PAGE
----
Chemical Radiance: A review of the film Sunshine

[Image: The cast of Sunshine; courtesy of DNA Films].

I saw Sunshine the other day, so I thought I’d offer a few thoughts about it here. However, please beware that this post gives away key plot details and spoils the end of the film – so do not read this post if you’d like to avoid such knowledge.
In brief, myself and two friends went to see the film together – and we had three totally different reactions. One of us was basically annoyed with it from the very beginning – and a weird plot twist, that I’ll soon discuss, about 5/6ths of the way through the movie, just killed it for him; the other more or less liked everything about the film, even accepting said “weird plot twist” for interesting reasons of his own; and I really liked the film, with several reservations, until, yes, the aforementioned weird plot twist – which basically does the whole thing in for me. In fact, I’m still stunned that this one particular detail ever made it into the script.
In any case, what the film does – and it does this very successfully, in my opinion – is set up an increasingly melancholy sense of psychological isolation as an international crew of scientists, aboard a ship called the Icarus 2, flies toward the Sun. The Sun, we learn, is dying – and so it needs to be restarted with a “stellar bomb” the size of Manhattan. In fact, we learn, the bomb is so big that it contains literally all of the Earth’s fissile material. Once detonated, it will form “a star within a star” – a surrogate astronomy, or Sun-replacement surgery, that will save everyone back on Earth from the perpetual winter in which they’ve been trapped.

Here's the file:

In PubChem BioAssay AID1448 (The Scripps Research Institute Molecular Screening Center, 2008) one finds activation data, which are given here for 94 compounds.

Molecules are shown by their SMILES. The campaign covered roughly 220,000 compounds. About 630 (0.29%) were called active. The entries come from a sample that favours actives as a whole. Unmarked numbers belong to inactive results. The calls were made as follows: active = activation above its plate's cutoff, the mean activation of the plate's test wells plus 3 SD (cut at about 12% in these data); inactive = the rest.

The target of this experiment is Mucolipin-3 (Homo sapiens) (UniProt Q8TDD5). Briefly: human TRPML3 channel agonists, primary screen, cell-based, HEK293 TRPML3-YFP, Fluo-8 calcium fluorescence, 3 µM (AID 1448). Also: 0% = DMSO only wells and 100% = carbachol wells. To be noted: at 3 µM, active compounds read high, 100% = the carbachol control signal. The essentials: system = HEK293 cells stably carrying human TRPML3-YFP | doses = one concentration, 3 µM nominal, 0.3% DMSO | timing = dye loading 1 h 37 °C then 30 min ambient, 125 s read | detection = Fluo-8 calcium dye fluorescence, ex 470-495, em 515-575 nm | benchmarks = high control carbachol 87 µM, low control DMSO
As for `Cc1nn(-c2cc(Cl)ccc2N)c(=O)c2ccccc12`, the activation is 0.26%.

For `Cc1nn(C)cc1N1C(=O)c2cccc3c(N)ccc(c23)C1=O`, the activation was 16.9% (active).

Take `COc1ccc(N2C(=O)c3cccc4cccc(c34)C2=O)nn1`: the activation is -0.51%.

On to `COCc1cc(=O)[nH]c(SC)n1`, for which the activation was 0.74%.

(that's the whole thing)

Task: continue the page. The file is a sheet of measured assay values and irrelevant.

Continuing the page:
Whether or not this would actually work, from the standpoint of an astral physicist, is beside the point; you’re asked to accept this, as the basic plot of the film, and, as far as that goes, I accepted it.
Meanwhile, the visual and conceptual beauty of certain scenes – they witness a transit of Mercury, for instance – is extraordinary. Further, the possibility that they may not make it back to Earth, though still unlikely at the film’s beginning, adds a distinct aura of extinction and exclusivity to everything they see.
No one will ever see these things again.

[Images: Screen-grabs from the Sunshine website; courtesy of DNA Films].

However, as the ship approaches its solar rendezvous, a kind of elemental, alien hostility begins to emerge – not from within the crew members, but from within the Sun itself. Far from being a beneficent source of light in the sky, generously tanning the bodies of we Earthlings below, the Sun is revealed as a monstrous and abiological source of mutative radiation, inhumanly immense, so bright you can’t see it, disintegrating nearly everything that comes near.
One of the crewmembers – the resident psychiatrist – becomes addicted to the star: he can’t stop burning himself with more and more quantities of sunlight, asking the ship’s central computer to increase the unfiltered percentage that is allowed through the observation deck window. With his skin peeling and his mouth hanging open, he nearly disappears into a void made entirely of light – golden, enveloping him on all sides – yet we hear, incredibly, that he’s only receiving 3.1% of the Sun’s natural capacity. 4%, we’re told, would destroy the psychiatrist outright – let alone 50% or 90%, or the Sun itself, unfiltered.